Growing Pains

The earth opened up and pushed me over the edge. The dark was dark and only a seed of hope rested in my back pocket. Words swirled and spun around me, but I climbed and screamed and fought. I made it out and not one step was alone, even though at times I felt lonely. My nails were rugged and my gritted teeth cracked. But here I am, a little wiser, a little more gentle, and a lot more understanding.

It Was Good

First thing today, is to figure out how he will love her. He loves her, that isn’t the question. But how would he show her? Yesterday, it was with a small note, I love you handwritten on it that hid underneath her tea cup. A teacup he picked out for her and filled with black tea he steeped the way she likes it. But, today was a new day and another chance to figure out how to love her. He walked to the kitchen and leaned against the counter to think. He looked around at the bills scattered in front of the Keurig and the pile of discarded recyclables by the trash. He takes a deep breath and fear overwhelms his thoughts. That feeling of not being good enough weighs him down. But she needs his love and so he pushes through it. I’ll find something in the living room. Toys surround the perimeter of the room. The plastic, colorful, and imaginative toys lighten his mood. But, his fears whisper the word tomorrow. Maybe tomorrow it will be easier he agrees. And sits in the rocking chair his wife nurses in. It’s an awkward chair, not his first choice, but it was for her. There’s no use in waiting a voice from inside says. He reaches into his pocket for a small notebook he carries around with him at work and goes to his disheveled desk for a pen hidden by months worth of mail to be organized. He walks back to sit in the awkward chair and taps his chin. Eyes shut tight, he writes I love you because you exist and I love that. Those words are embarrassing to him, but he knows she needs to hear it. So he tears the paper from his small notebook and stands up to leave it on her seat. He walks away and turns to look at the note. I should rewrite it. He takes a step. No, no she will like it. It’s good enough.  

Home Alone

Today has been my first day home alone in an empty house. Alone. The only sounds I hear are the washer and the air purifier. It’s musical. When my husband first left with the kiddos I felt like a kid in the candy store. I was rushing around trying to figure out what I wanted to do first. I had to rip myself away from the cleaning I do when everyone is home so I could actually enjoy my time alone. I decided to turn on the Keurig so that the water would be heated by the time I’m done taking my shower. I am a woman who requires a lot of freedom, but on the other hand, I will so loosely pass that up for my children. I just know, one day, they’re going to be gone living their own lives and I am passionate about investing in my children’s future.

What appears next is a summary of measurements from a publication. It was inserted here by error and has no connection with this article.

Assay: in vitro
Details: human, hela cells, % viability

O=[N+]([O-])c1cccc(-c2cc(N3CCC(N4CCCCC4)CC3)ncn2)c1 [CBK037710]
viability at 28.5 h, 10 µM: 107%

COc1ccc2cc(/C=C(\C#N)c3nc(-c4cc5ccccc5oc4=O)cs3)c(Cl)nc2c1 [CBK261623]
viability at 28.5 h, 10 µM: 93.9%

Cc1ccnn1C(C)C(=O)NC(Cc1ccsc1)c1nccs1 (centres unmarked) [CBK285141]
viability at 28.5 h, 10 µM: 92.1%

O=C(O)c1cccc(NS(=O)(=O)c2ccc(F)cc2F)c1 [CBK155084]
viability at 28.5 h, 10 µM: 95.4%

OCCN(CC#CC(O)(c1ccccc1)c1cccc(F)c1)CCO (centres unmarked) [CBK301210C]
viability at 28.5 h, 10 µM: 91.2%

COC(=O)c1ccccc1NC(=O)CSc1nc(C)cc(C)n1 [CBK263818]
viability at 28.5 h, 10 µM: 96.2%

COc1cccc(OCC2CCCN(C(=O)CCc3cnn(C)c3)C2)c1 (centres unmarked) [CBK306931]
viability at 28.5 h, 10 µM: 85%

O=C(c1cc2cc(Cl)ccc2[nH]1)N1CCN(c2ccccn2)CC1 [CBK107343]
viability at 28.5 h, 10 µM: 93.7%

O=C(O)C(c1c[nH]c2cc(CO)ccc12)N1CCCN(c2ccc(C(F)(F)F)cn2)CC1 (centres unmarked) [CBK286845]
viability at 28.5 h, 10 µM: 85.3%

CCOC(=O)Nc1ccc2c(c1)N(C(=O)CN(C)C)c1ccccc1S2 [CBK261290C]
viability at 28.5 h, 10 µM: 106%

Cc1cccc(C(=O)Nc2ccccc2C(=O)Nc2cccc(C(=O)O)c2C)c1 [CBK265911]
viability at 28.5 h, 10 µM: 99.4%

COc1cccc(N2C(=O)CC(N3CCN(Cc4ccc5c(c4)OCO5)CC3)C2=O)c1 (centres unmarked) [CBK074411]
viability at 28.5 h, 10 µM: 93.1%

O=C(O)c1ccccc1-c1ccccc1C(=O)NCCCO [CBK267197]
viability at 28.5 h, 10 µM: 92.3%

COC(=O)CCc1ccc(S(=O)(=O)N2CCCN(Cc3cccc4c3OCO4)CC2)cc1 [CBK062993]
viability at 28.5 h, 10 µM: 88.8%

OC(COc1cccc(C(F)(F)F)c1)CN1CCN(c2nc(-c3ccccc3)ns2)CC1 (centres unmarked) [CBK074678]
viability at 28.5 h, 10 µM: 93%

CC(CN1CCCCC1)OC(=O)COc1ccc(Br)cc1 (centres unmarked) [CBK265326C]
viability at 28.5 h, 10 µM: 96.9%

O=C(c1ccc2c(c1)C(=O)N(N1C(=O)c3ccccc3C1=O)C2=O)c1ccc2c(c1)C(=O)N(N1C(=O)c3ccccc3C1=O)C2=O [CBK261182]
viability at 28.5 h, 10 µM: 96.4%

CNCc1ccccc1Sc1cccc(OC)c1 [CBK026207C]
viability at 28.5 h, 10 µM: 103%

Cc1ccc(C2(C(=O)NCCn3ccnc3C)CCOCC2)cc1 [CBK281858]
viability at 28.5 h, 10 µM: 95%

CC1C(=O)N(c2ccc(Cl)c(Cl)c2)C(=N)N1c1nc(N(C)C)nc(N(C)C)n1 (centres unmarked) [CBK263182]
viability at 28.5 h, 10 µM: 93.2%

I had to make sure I wrote this down so that I can always come back and appreciate this moment.

Cafe Stories

The cafe is slow and steady but my writing is sporadic, hiding between thoughts of four hundred word challenges and how I have to get the hair out of the bathroom sink. Images from “The Ring” whistle by and I notice a wasp kill a random bug outside the cafe window. Or maybe it was his own butt the whole time. I’ll never know. The truth is I didn’t feel like writing about the wasp or anything else happening right in front of me but I couldn’t make up anything else more interesting.

Still Written

There are many times I give away my time to write. I give it and give it and give till I’m writing 10 words and starving for solitude. I know I should hang on tighter to my time to write. I should be more demanding but it’s such a slippery thing. It shifts and molds in countless ways. I grip, then I give my last five minutes and I’m left grasping at nothing. I slip away because writing isn’t something that can come or go. I, the writer am coming and going. Writing does not cry without me, I cry without it. I ache and spiral and shift when I’ve strayed too far, but it is always as I left it, blank, unfinished, or completed. But when I return I won’t be exactly the same as I was when I left.

-Saschia On Writing

Just an Ordinary Day

The cafe had steady business. It just got all new furniture dark wooden tables and chairs. Every seat was taken besides a few that were in the middle of it all. Coffee scent stained my sweater and the scarf I wore in but realized it was too warm. I tossed it beside my leg on the bench. When ordering I wanted to try something new but the pressure was too great so I ordered the usual hot chai tea latte. While I waited for my drink I read the headlines on the newspapers stacked not so neatly on the rack. Nothing was interesting enough to make me want to open one of them.